This review is based on an eARC (Advance Reading Copy) provided by the publisher via NetGalley in exchange for an honest review. The Tainted Cup will be released on February 6, 2024.
Robert Jackson Bennett’s acclaimed Divine Cities trilogy came out shortly before I returned from a school-induced genre hiatus, and ever since, he’s been one of the authors I’ve been wanting to circle back to. I’ve heard nothing but good things, just hadn’t had the right push to the top of the TBR. The release of a new fantasy mystery novel The Tainted Cup provided just the push, and now I can see what the hype is about.
The Tainted Cup takes place in a secondary world with a deeply weird ecology. Worms are cultivated for their light, locked doors are guarded with flesh-eating vines only kept at bay by the right key, people receive implants to give anything from perfect memory to super strength, and all of society is organized around keeping back the leviathans that rise out of the sea during the annual wet season. And in this world, a man is found brutally poisoned in the house of one of its richest families. And unraveling the mystery of that murder may shake the land to its core.
The Tainted Cup is told from the perspective of an investigative assistant whose brain has been modified to yield perfect recall. He observes a scene and takes his observations back to the eccentric genius with the mind to put things together. As such, the telling is very much in the spirit of Sherlock Holmes and Doctor Watson, only with a fantasy setting, a more observant Watson, and a lady Holmes. And The Tainted Cup is the rare fantasy mystery that truly lives up to both genres. So often, a fantasy mystery is just a fantasy novel with a body at the beginning—mystery conventions regarding clues and suspects are followed irregularly, if at all. But here, every piece of evidence is delivered through the observations of the lead, and the suspects are all perfectly available for the reader to evaluate, even if the hopes of matching the in-universe savant are slim.
And it doesn’t just live up to the billing as a proper mystery, it’s a really gripping one. The initial crime scene opens up a host of possibilities and gives the reader a natural on-ramp into a strange and fascinating world. And it just keeps going from there. The investigator may solve little pieces of the mystery—she is a genius, after all—but there are always questions about the bigger picture that drive the plot forward, especially as the world enters the wet season and the external dangers get more and more severe.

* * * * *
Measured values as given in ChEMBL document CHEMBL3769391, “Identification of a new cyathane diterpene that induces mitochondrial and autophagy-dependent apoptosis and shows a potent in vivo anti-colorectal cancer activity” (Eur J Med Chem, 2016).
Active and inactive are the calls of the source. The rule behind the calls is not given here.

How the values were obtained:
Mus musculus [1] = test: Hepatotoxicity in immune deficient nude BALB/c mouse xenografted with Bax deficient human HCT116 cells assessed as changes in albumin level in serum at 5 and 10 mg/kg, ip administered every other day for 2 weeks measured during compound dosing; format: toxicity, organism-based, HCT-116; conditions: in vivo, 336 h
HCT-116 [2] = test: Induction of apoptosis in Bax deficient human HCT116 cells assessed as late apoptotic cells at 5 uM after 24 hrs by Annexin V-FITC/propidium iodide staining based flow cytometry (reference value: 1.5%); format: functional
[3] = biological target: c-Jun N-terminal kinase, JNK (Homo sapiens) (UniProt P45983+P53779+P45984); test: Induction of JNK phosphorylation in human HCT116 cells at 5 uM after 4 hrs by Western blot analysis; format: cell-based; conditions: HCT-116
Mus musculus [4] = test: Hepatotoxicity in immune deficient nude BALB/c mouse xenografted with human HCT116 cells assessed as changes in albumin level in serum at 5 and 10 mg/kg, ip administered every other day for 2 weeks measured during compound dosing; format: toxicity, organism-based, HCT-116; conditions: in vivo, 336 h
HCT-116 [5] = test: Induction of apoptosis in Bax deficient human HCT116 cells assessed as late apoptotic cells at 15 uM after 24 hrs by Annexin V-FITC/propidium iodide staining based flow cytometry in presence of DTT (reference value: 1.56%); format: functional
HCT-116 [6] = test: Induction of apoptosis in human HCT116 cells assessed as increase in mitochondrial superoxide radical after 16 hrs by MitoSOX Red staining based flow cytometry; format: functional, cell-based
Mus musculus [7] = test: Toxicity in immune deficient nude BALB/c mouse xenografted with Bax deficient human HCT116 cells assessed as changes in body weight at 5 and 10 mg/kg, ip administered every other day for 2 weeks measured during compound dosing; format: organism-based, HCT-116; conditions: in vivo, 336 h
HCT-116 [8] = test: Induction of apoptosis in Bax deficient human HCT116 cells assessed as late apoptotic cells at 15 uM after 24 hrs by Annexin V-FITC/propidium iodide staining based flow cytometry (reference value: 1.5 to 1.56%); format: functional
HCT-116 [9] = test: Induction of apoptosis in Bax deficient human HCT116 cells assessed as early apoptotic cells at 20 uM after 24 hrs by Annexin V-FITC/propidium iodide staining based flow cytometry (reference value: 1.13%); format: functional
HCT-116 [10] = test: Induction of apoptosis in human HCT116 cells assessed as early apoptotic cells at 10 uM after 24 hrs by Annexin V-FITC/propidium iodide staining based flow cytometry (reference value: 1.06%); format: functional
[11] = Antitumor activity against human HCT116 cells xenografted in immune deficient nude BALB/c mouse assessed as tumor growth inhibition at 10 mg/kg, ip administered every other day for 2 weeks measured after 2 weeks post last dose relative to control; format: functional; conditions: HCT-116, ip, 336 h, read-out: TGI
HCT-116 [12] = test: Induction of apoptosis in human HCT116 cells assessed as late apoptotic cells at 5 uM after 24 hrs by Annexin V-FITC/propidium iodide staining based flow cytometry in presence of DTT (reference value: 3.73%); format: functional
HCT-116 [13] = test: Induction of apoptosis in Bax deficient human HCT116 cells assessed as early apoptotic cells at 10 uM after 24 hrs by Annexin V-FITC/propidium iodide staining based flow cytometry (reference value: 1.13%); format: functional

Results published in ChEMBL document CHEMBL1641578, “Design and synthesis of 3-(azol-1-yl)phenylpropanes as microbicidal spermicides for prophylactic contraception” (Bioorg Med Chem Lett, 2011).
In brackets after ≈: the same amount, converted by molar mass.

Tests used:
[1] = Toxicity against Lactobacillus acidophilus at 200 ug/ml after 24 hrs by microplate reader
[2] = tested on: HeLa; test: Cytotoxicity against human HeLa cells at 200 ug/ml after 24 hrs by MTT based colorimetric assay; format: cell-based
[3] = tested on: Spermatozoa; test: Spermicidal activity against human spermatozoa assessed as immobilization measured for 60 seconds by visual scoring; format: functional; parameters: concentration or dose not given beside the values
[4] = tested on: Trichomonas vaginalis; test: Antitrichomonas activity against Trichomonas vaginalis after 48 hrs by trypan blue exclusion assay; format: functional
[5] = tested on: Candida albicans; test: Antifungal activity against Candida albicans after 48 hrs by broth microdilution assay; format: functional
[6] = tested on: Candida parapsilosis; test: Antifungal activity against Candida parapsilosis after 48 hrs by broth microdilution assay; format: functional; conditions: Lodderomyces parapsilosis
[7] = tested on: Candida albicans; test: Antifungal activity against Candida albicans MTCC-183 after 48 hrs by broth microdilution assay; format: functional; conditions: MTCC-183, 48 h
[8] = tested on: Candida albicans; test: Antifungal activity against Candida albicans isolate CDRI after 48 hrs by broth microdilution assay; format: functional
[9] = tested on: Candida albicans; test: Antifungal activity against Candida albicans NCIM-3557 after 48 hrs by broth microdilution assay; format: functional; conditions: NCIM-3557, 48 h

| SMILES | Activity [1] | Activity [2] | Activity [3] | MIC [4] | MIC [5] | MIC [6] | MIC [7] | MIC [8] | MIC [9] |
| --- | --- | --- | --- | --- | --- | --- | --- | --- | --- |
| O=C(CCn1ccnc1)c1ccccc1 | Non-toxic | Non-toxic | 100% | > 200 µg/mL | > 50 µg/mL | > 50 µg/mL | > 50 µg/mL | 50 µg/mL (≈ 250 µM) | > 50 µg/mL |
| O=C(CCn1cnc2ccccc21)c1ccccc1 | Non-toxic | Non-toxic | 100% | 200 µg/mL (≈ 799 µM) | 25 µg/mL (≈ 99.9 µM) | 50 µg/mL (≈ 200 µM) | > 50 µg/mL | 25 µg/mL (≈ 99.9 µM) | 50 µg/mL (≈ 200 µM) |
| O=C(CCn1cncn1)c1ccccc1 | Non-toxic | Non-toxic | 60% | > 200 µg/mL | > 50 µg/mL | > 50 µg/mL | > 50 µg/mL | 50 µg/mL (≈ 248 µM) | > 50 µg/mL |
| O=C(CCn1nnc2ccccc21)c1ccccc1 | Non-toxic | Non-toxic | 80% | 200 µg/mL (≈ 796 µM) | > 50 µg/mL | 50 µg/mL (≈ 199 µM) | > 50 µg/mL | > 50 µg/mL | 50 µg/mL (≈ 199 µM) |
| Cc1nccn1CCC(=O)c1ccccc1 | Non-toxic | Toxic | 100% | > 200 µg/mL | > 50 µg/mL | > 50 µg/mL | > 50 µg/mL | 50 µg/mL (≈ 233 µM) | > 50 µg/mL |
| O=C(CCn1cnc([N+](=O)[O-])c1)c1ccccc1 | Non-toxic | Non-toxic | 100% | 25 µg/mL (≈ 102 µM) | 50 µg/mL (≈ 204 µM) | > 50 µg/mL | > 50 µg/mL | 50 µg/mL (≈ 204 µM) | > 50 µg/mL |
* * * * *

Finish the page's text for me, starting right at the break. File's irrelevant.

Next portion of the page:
As more and more pieces of the web are revealed, the excellent scenes with a detective showing off her skills are supplemented with some clandestine investigation and a handful of action sequences that keep the tension ratcheted up. All the while, the inexperienced main character learns more and more about himself and grows more confident in his role. It’s not necessarily a mind-blowing character arc, but it serves to buttress the action and mystery to keep the story engaging from start to finish.
Ultimately, The Tainted Cup was pretty much just what I wanted from a fantasy murder mystery. The mystery itself is intriguing, it’s well-paced with tension that ratchets up as the novel goes on, there’s a fun character dynamic, and there’s a satisfying ending that leaves room for more stories taking place in the same universe. “Drop everything and read it now”? Perhaps not. But an excellent example of a subgenre that’s rarely executed half so well? Absolutely.
Recommended if you like: fantasy mysteries, the Holmes and Watson archetypes, weird ecology.
Can I use it for Bingo? It’s hard mode for Mythical Beasts, Queernorm Setting, and Mundane Jobs, if you focus on the detective and not the magical. It’s also a Coastal Setting, and if you wait two months, it’ll be Published in 2024 for the next Bingo.
Overall rating: 17 of Tar Vol’s 20. Five stars on Goodreads.